The Army Corps of Engineers says flooding along the Missouri River in Nebraska, Iowa, Kansas and Missouri should end a few days sooner than predicted.
The Corps has been gradually reducing the amount of water being released from the six dams upstream since Aug. 19. Throughout the summer, roughly 160,000 cubic feet of water per second was being released from the dam near Yankton, S.D. creating flooding along the entire lower Missouri River.
Credit (Flickr/Missouri Department of Transportation)
The Belleville News-Democrat reports that protesters from the Metro-East Black Contractors Organization will delay a planned protest to shut down work on the new Mississippi River bridge project until they speak with Ill. Gov Pat Quinn.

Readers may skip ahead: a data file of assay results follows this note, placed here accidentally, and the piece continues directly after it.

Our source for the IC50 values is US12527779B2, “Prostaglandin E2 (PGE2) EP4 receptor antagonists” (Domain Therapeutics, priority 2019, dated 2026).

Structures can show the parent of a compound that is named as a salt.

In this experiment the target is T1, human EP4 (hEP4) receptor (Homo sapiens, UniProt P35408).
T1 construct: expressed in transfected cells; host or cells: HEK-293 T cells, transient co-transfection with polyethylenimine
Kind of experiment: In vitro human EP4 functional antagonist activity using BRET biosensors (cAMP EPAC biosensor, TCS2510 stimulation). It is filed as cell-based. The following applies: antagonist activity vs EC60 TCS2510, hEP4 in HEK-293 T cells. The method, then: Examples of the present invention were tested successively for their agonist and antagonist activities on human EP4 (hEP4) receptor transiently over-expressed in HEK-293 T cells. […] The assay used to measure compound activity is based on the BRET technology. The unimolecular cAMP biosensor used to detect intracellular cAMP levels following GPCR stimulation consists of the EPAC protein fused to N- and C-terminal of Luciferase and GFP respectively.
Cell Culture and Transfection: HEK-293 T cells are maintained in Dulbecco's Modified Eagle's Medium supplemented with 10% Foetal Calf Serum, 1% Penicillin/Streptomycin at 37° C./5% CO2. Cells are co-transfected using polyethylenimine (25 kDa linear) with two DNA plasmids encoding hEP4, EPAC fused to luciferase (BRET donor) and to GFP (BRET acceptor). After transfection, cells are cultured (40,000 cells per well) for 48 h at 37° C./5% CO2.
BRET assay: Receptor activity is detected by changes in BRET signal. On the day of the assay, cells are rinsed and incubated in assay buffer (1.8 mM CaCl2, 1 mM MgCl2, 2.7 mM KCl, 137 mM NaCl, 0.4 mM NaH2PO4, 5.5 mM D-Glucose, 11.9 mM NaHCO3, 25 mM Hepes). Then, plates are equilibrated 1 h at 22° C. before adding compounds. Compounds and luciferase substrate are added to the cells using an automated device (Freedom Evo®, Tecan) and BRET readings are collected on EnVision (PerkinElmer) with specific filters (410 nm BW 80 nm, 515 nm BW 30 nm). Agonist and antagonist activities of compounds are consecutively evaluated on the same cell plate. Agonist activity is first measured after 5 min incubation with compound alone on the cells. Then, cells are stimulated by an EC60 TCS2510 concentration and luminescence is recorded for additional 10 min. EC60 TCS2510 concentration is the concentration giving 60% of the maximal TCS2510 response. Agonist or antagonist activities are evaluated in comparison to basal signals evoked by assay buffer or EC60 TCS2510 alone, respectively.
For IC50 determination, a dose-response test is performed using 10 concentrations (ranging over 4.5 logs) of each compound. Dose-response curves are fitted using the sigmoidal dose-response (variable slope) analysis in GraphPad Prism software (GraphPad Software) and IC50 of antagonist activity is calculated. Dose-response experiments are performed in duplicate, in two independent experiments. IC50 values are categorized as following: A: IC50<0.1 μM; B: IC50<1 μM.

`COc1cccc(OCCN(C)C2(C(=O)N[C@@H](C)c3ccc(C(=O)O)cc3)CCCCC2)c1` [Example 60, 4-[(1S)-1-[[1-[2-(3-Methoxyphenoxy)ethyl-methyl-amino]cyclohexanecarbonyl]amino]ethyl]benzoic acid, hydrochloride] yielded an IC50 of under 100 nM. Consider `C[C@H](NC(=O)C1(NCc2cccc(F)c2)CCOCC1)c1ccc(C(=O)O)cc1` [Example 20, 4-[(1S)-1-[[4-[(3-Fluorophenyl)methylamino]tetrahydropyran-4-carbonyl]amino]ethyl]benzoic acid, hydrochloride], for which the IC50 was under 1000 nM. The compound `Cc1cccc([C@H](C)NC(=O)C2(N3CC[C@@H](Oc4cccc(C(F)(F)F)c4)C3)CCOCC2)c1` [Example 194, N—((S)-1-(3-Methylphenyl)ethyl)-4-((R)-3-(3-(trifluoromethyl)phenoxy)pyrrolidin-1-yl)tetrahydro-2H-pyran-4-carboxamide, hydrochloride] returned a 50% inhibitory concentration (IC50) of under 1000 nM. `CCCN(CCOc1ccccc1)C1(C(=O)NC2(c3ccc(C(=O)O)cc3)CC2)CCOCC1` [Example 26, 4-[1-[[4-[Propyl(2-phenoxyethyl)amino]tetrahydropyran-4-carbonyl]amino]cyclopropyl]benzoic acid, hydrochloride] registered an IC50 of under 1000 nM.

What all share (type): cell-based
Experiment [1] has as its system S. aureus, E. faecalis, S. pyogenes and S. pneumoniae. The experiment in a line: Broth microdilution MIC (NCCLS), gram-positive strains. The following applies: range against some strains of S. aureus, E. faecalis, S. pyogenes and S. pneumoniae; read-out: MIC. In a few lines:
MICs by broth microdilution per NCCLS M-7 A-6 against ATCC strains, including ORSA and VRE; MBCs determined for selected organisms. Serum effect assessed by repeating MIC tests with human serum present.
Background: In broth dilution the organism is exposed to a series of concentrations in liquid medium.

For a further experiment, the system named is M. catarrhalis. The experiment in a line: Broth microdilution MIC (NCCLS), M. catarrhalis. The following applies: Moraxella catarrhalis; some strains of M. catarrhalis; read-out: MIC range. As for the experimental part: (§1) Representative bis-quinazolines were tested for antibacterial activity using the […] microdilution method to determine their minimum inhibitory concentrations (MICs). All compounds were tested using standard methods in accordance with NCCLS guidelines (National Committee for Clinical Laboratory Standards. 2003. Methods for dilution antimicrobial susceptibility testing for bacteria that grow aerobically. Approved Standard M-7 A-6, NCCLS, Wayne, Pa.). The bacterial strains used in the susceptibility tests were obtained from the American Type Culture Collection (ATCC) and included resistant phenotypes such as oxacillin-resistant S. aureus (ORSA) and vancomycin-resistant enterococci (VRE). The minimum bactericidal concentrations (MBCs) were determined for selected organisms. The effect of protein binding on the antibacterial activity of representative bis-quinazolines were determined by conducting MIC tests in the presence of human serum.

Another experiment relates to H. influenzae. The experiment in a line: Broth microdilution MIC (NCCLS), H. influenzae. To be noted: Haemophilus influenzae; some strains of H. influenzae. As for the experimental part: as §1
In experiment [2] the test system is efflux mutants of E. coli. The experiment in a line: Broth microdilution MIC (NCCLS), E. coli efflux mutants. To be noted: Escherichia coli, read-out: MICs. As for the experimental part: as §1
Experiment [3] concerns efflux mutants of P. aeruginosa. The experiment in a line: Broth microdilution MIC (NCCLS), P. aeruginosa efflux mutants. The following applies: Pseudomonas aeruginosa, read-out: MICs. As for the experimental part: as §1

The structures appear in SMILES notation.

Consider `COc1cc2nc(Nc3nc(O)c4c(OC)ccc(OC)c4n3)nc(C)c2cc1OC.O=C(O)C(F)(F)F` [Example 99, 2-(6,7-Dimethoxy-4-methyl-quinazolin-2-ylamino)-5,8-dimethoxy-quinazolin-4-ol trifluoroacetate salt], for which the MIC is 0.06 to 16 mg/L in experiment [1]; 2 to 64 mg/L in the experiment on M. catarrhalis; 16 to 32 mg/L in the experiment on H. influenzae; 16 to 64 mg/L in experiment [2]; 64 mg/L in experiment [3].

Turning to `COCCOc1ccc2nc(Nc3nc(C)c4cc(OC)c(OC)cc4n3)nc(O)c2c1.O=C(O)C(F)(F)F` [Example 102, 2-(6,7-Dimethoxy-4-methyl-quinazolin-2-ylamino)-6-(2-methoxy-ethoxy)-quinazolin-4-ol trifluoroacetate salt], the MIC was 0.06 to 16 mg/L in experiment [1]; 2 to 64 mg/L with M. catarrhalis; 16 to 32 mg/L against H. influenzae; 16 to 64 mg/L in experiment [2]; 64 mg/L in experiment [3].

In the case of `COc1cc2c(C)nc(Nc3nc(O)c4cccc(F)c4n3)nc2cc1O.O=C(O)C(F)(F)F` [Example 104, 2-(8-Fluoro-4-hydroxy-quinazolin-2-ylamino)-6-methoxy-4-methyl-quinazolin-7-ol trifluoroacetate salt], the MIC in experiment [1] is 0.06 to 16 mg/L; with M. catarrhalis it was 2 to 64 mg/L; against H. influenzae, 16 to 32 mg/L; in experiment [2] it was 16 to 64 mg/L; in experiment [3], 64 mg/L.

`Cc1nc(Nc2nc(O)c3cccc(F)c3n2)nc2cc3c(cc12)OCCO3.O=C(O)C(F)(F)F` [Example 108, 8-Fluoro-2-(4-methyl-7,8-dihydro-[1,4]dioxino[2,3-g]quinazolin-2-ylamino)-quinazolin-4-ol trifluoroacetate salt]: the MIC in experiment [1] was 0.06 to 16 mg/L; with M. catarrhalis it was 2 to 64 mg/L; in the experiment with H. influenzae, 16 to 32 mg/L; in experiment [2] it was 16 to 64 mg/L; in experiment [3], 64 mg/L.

Metro-East contractors delay Mississippi River bridge protest
According to the Belleville News-Democrat, about 200 protesters gathered at the East St. Louis City Hall early this morning, but delayed a protest to shut down work on the new Mississippi River Bridge. The newspaper reports Illinois Governor Pat Quinn promised to call and the state’s transportation secretary is heading to the city to meet them.
The federal government should pay 100 percent of the cost of flood damage in Missouri – according to some members of the Missouri Senate.
Normally, the feds pick up the tab for disaster response and later bill the affected state government 25 percent of the cost. State Senator Kurt Schaefer (R, Columbia) says Missouri should not have to pay, since the floods in the Show-Me State were the federal government’s fault.